Understanding Appraisals

Acquiring a house is the most important financial decision some may ever consider. It doesn't matter if a main residence, a second vacation home or one of many rentals, purchasing real property is a detailed financial transaction that requires multiple people working in concert to make it all happen.

The majority of the participants are quite familiar. The most familiar person in the transaction is the real estate agent. Next, the mortgage company provides the money necessary to fund the transaction. And ensuring all aspects of the exchange are completed and that the title is clear to transfer to the buyer from the seller is the title company.

To learn more about appraising, click here to see a short video or call us today to talk about your specific property.

So, who makes sure the real estate is worth the purchase price? In comes the appraiser. We provide an unbiased opinion of what a buyer could expect to pay — or a seller receive — for a parcel of real estate, where both buyer and seller are informed parties. A licensed, certified, professional appraiser from Greater Orlando Appraisal Assoc., Inc. will ensure, you as an interested party, are informed.

The inspection is where an appraisal starts

To ascertain an accurate status of the property, it's our responsibility to first conduct a thorough inspection. We must see aspects of the property hands on, such as the number of bedrooms and bathrooms, the location, living areas, etc, to ensure they truly are there and are in the condition a typical buyer would expect them to be. To make sure the stated size of the property has not been misrepresented and convey the layout of the house, the inspection often entails creating a sketch of the floorplan. Most importantly, we look for any obvious features - or defects - that would have an impact on the value of the house.

Following the inspection, an appraiser uses two or three approaches to determining the value of the property: paired sales analysis and, in the case of a rental property, an income approach.

Cost Approach

This is where the appraiser gathers information on local construction costs, the cost of labor and other elements to derive how much it would cost to replace the property being appraised. This value commonly sets the upper limit on what a property would sell for. It's also the least used method.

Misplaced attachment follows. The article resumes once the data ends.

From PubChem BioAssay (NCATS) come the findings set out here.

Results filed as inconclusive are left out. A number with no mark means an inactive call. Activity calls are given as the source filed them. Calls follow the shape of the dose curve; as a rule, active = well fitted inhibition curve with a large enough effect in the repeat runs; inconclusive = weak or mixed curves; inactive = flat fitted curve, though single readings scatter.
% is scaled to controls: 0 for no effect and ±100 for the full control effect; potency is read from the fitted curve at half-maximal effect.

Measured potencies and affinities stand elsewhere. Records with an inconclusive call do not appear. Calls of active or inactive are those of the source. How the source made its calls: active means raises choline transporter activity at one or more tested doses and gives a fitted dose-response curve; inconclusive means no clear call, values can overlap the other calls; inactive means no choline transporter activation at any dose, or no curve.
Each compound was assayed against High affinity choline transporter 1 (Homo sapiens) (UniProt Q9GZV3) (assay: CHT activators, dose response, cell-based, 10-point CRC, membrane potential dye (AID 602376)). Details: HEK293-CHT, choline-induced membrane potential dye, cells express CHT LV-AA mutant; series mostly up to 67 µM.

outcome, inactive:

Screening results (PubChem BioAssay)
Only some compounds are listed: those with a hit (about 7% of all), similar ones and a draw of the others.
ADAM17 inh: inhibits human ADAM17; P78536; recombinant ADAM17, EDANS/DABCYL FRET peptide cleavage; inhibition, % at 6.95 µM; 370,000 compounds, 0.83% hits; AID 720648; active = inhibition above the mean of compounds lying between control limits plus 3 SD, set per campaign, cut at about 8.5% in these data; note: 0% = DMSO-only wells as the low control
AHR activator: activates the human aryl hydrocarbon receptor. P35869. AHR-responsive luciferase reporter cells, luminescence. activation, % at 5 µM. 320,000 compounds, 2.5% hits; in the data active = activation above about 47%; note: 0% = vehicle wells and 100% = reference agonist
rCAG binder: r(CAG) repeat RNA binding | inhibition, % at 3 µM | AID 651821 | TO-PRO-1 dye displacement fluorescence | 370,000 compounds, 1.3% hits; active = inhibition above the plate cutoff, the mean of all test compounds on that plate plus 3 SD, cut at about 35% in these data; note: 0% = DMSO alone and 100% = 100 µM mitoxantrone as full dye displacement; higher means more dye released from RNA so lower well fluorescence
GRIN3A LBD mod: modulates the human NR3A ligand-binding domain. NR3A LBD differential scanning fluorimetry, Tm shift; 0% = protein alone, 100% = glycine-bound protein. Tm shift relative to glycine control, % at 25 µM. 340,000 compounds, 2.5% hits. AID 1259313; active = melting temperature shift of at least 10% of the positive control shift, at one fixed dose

Sales Comparison

Appraisers become very familiar with the communities in which they work. They innately understand the value of specific features to the people of that area. Then, the appraiser researches recent transactions in the vicinity and finds properties which are 'comparable' to the property in question. Using knowledge of the value of certain items such as remodeled rooms, types of flooring, energy efficient items, patios and porches, or extra storage space, we add or subtract from each comparable's sales price so that they are more accurately in line with the features of subject.

  • For example, if the comparable property has a fireplace and the subject does not, the appraiser may subtract the value of a fireplace from the sales price of the comparable home.
  • If the subject has an extra half-bathroom and the comparable does not, the appraiser might add an amount to the comparable property.

A valid estimate of what the subject might sell for can only be determined once all differences between the comps and the subject have been evaluated. At Greater Orlando Appraisal Assoc., Inc., we are an authority in knowing the value of particular items in Orlando and Orange County neighborhoods. The sales comparison approach to value is most often awarded the most consideration when an appraisal is for a home exchange.

Valuation Using the Income Approach

In the case of income producing properties - rental houses for example - we may use a third method of valuing a house. In this situation, the amount of income the real estate generates is taken into consideration along with income produced by neighboring properties to give an indicator of the current value.

The Bottom Line

Combining information from all applicable approaches, the appraiser is then ready to put down an estimated market value for the property in question. It is important to note that while the appraised value is probably the most accurate indication of what a property is worth, it probably will not be the final sales price. Prices can always be driven up or down by extenuating circumstances like the motivation or urgency of a seller or 'bidding wars'. But the appraised value is typically employed as a guideline for lenders who don't want to loan a buyer more money than the property is actually worth. At the end of the day, an appraiser from Greater Orlando Appraisal Assoc., Inc. will guarantee you discover the most fair and balanced property value, so you can make profitable real estate decisions.